Six Ways Hawaii Honors King Kamehameha the Great
Hawaii Celebrates King Kamehameha Day with parades, lei drapings & hula festivals
Each year on June 11th, Hawaii honors its monarchy past with annual King Kamehameha Day celebrations. The official Hawaii State Holiday celebrates King Kamehameha the Great, the mighty warrior who united and established the Kingdom of Hawaii in 1810.
One of the first holidays proclaimed with Hawaii Statehood in 1959, King Kamehameha Day was originally initiated on June 11, 1872 by King Kamehameha V to honor his grandfather’s birth. The kingdom-wide holiday was observed with fairs, carnivals, and horse races. Throughout the islands, this special occasion still lauds the mighty ruler with beautiful Hawaiian traditions that including lei drapings, parades, festivals, and hula competitions.
But you’ll find other ways that King Kamehameha I is honored that go beyond the Hawaii State Holiday festivities.
Here are six ways Hawaii honors King Kamehameha the Great.
1) King Kamehameha Day Parades
Count on floral parades across the Hawaiian Islands, with Oahu’s being the grandest.
Oahu - June 9th
102nd Annual King Kamehameha Celebration Floral Parade
Displaying traditional Hawaiian pageantry via floats and pa`u horse-riding units, the King Kamehameha Celebration Floral Parade begins at 9am at Iolani Palace in Downtown Honolulu and ends at Waikiki’s Kapiolani Park. Afterward, the festivities continue with a Ho`olaule`a (block party) featuring food, music, arts, crafts, games, and sports.
Island of Hawaii - June 9th
Kailua-Kona, King Kamehameha Day Celebration Parade
On the Island of Hawaii, floral processions are held in Hilo, between the North Kohala towns of Hawi and Kapaau (King Kamehameha’s birthplace), and along Kailua-Kona’s Alii Drive.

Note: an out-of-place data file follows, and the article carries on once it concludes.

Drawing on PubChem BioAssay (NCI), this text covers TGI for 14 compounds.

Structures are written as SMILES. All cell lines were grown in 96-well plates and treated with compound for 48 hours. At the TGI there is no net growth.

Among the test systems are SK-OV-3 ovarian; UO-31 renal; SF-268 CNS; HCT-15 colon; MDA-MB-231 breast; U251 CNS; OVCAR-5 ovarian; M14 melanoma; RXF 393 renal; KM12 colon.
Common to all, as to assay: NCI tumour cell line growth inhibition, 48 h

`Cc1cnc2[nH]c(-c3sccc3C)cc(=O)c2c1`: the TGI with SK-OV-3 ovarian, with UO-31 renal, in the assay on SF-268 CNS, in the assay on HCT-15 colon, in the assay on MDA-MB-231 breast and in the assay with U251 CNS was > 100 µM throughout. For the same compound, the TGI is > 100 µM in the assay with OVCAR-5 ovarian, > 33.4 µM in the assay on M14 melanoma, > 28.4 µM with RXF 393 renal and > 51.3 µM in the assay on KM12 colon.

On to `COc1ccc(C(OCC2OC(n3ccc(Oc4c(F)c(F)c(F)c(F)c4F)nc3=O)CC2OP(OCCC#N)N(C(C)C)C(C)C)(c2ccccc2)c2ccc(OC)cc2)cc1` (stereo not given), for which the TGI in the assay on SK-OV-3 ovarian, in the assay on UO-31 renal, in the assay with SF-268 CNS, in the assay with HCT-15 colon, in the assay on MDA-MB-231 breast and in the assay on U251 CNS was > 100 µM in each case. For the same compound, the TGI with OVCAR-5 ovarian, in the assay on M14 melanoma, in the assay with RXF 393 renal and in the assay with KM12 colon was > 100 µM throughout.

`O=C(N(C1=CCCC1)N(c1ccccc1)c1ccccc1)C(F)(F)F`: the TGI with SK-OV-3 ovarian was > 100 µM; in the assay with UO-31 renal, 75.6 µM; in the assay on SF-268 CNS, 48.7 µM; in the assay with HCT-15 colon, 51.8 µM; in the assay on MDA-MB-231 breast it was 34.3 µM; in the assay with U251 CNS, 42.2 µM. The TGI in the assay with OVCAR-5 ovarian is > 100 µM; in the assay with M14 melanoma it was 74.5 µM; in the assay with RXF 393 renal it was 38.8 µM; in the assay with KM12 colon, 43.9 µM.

June 9th, Kailua-Kona’s King Kamehameha Day Celebration Parade and Ho`olaule`a Honoring Hawaii’s greatest alii (royalty), the King Kamehameha Day Celebration Parade and Ho`olaule`a in Historic Kailua Village (KonaParade.org) engages with regal pa`u riders, horse-drawn carriages, hula halau (groups), and marching bands. The floral Parade runs along Kuakini Highway, Palani Road, Alii Drive past Kamakahonu Bay by Kailua Pier and historic Kailua Village to Walua Road.
Afterward, enjoy a Ho`olaule`a at Hulihe`e Palace on Alii Drive with a concert featuring Hawaiian music recording artists.
Kauai - June 9th
King Kamehameha Celebration Floral Parade
Beginning at 9am at Lihue’s Vidinha Stadium and proceeding to the Historic County Building on Rice Street, Kauai’s King Kamehameha Celebration Floral Parade wows with the Hawaiian pa`u riding, and post-parade Ho`olaule`a with hula, live Hawaiian entertainment, food booths, and craft vendors.
Maui - June 9th
Na Kamehameha Commemorative Pa`u Parade and Ho`olaule`a
Maui nods to the King with the Na Kamehameha Commemorative Pa`u Parade that brims with local marching bands and colorful floats. Beginning at 9am, the procession travels along Lahaina’s historic Front Street and ends at Banyan Tree Park with a Ho`olaule`a, naturally!
2) Lei Draping of Kamehameha the Great Statues
The most celebrated Hawaiian monarch of all, King Kamehameha has been honored with six statues across the globe commemorating his unification feat.
Photo Credit: Daniel Ramirez
Completed in 1883, the original statue en route to Hawaii from Paris was temporarily lost at sea when the ship transporting it sank off the Falkland Islands. As a second statue was being recast, the original was salvaged. Both statues eventually arrived to the islands, with the first now standing on Hawaii Island in the King’s North Kohala birthplace, and the second in Downtown Honolulu.